The new 2020-2021 CCMS board of directors joining Dr. Bernard are: Dr. Alejandro Perez-Trepichio, Vice President; Dr. Rebecca Smith, Treasurer; Dr. Gary Swain, Secretary; Dr. George Brinnig, Officer/Director at Large; and Drs. Zubin Pachori and Jose Baez, Directors at Large. Dr. David Wilkinson remains on the board as Immediate Past President. Ex-officio board members include April Donahue, CCMS Executive Director; Amy Howard and Jamie Weaver, DPM, CCMS Alliance Co-Presidents; and Dr. Michael Slater, Resident Physician Representative. The board members will lead CCMS in the mission to serve the needs of its physician members, so they can better serve the needs of the community.

About Collier County Medical Society

Collier County Medical Society is an organization of physicians dedicated to serving the needs of our physician members, so they can better serve the needs of the community. CCMS was founded in 1957 and over the past 60 years has grown to over 600 physician members representing all specialties. Membership is voluntary and brings together physicians who have an interest in organized medicine and share the goals of maintaining high standards of clinical care in Collier County. CCMS is affiliated  with Florida Medical Association and the American Medical Association.

April Donahue  Executive Director

Collier County Medical Society

Foundation of Collier County Medical Society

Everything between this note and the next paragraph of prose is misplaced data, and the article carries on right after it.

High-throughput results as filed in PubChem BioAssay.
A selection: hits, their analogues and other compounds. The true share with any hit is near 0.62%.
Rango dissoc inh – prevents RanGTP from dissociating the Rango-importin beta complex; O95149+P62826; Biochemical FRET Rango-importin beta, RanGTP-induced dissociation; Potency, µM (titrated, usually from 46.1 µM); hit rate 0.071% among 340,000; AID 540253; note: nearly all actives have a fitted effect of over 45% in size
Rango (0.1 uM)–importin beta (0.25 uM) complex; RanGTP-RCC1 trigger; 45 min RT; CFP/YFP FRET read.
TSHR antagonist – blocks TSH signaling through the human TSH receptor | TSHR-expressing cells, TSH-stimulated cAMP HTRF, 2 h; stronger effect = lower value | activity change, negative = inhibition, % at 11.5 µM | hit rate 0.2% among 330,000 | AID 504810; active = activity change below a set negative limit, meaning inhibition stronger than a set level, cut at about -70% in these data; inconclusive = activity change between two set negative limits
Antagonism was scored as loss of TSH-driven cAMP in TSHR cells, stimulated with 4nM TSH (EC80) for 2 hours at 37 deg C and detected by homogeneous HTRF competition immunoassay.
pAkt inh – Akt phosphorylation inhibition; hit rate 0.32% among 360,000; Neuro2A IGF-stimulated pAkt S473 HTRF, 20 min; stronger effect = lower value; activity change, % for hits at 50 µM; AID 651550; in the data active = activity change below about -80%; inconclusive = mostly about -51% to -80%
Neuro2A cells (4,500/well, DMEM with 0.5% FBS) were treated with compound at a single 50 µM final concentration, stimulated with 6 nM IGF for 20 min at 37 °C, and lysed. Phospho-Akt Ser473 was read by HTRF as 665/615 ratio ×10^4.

O: (239) 435-7727  C: (239) 298-2427 /

Bascom Palmer Eye Institute Naples Welcomes Cornea Specialist Dr. Jamie D. Martinez

Dr. Jamie D. Martinez

The Bascom Palmer Eye Institute Naples welcomed Dr. Jamie D. Martinez in May 2020. He and his wife made the move to Naples right amid COVID-19 with their four-year old twin girls, and baby boy set to arrive July 2020.

Dr. Martinez completed his ophthalmology residency at one of the best eye centers in Latin America Asociación para Evitarla Ceguera, Mexico City in March of 2017.

After his residency, he became part of the Bascom Palmer Eye Institute family and completed his one year research fellowship and continued for two years of training on Cornea, Cataract and External disease with Bascom Palmer.

In 2018 Dr. Martinez received the Gillingham Pan-American fellowship award for his research efforts. The funding propelled his research fellowship and allowed him to explore his interests of of corneal infections, ocular corneal surface disease, and high-risk corneal transplants.

Dr. Martinez has great interest in infectious keratitis and seeks to develop novel therapies for this challenging disease. Currently, he is conducting research on the use of Rose Bengal Photodynamic Antimicrobial therapy (PDAT). He reports the progress has been successful in understanding the new treatment along with its application, and there remain many aspects to continue to study and develop.

His latest work has explored the safety of this technique in a rabbit model which has successfully treated several clinical cases of severe unresponsive corneal infections resistant to standard medical therapy. The treatment of PDAT resolved the keratitis, preventing the need for emergent therapeutic penetrating keratoplasty.